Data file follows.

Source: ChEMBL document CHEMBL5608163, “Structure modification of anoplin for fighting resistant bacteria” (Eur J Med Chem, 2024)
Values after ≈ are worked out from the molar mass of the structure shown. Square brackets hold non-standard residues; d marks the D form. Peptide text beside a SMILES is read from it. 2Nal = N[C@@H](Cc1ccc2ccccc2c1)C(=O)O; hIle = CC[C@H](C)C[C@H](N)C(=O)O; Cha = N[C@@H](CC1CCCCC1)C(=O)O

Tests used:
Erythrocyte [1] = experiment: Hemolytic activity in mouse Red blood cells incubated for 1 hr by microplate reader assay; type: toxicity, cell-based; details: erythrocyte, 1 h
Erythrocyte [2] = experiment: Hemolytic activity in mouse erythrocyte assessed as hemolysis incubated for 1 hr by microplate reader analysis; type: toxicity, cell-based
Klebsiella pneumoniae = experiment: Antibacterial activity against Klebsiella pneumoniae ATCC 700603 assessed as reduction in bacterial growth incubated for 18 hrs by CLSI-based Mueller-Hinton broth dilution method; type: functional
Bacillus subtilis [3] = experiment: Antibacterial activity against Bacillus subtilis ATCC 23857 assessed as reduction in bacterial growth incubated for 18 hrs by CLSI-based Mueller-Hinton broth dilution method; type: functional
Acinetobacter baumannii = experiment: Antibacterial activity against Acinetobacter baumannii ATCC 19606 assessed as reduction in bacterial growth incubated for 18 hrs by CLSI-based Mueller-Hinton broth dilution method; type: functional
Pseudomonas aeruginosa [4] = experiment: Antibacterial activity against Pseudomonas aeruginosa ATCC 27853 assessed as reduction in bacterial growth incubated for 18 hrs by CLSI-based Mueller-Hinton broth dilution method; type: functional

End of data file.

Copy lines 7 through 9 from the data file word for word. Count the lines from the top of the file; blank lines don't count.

Bacillus subtilis [3] = experiment: Antibacterial activity against Bacillus subtilis ATCC 23857 assessed as reduction in bacterial growth incubated for 18 hrs by CLSI-based Mueller-Hinton broth dilution method; type: functional
Acinetobacter baumannii = experiment: Antibacterial activity against Acinetobacter baumannii ATCC 19606 assessed as reduction in bacterial growth incubated for 18 hrs by CLSI-based Mueller-Hinton broth dilution method; type: functional
Pseudomonas aeruginosa [4] = experiment: Antibacterial activity against Pseudomonas aeruginosa ATCC 27853 assessed as reduction in bacterial growth incubated for 18 hrs by CLSI-based Mueller-Hinton broth dilution method; type: functional